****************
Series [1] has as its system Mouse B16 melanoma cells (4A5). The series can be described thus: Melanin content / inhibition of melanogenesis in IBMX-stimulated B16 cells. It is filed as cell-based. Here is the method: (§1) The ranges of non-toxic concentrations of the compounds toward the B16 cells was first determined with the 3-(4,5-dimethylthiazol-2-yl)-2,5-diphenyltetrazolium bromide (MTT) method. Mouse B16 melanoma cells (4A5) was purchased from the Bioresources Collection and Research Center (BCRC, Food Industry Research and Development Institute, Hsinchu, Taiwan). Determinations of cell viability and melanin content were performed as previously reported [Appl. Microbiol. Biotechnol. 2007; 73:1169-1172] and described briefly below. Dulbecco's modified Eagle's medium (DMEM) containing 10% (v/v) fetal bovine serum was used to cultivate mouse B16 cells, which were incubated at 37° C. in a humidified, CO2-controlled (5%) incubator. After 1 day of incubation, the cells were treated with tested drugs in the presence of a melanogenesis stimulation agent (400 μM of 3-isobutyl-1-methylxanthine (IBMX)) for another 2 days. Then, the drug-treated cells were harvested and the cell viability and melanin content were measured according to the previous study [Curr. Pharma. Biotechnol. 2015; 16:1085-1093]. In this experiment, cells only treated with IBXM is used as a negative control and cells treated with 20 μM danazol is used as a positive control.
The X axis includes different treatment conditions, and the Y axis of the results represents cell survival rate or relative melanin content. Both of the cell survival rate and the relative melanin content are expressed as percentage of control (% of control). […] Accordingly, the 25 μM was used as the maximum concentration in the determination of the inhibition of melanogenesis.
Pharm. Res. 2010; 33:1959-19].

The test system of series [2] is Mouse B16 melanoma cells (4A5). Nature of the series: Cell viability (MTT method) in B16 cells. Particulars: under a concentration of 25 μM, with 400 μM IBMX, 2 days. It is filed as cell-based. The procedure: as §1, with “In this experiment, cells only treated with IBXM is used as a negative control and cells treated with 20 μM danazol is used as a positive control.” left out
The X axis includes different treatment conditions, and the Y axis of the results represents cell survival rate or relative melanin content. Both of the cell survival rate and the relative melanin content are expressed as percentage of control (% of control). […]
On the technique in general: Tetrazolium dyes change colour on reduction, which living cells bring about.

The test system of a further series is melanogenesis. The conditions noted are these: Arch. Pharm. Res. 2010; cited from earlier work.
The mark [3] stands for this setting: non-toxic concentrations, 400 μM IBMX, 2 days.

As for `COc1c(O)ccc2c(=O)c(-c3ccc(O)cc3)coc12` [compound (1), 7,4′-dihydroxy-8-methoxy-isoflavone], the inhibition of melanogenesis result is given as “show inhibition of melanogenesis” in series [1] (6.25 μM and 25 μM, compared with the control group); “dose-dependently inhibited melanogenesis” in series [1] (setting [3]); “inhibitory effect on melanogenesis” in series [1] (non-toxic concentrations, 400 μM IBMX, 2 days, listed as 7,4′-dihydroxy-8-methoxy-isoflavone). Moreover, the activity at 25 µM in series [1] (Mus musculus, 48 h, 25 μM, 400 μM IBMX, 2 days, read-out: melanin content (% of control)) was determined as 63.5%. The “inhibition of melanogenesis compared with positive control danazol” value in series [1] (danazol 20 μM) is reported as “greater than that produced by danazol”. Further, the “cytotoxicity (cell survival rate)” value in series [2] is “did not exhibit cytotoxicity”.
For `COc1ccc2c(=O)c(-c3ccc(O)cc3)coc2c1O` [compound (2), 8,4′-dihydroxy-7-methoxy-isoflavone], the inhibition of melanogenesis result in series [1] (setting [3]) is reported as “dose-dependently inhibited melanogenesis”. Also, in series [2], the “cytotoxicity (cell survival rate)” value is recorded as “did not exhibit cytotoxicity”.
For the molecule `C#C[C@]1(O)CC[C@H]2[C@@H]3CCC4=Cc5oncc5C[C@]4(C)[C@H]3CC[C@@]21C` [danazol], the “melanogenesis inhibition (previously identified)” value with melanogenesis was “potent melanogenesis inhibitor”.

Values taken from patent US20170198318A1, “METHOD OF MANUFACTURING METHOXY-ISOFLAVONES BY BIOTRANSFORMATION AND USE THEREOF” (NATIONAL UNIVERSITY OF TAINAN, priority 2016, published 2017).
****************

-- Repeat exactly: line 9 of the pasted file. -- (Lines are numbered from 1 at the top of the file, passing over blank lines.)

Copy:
As for `COc1c(O)ccc2c(=O)c(-c3ccc(O)cc3)coc12` [compound (1), 7,4′-dihydroxy-8-methoxy-isoflavone], the inhibition of melanogenesis result is given as “show inhibition of melanogenesis” in series [1] (6.25 μM and 25 μM, compared with the control group); “dose-dependently inhibited melanogenesis” in series [1] (setting [3]); “inhibitory effect on melanogenesis” in series [1] (non-toxic concentrations, 400 μM IBMX, 2 days, listed as 7,4′-dihydroxy-8-methoxy-isoflavone). Moreover, the activity at 25 µM in series [1] (Mus musculus, 48 h, 25 μM, 400 μM IBMX, 2 days, read-out: melanin content (% of control)) was determined as 63.5%. The “inhibition of melanogenesis compared with positive control danazol” value in series [1] (danazol 20 μM) is reported as “greater than that produced by danazol”. Further, the “cytotoxicity (cell survival rate)” value in series [2] is “did not exhibit cytotoxicity”.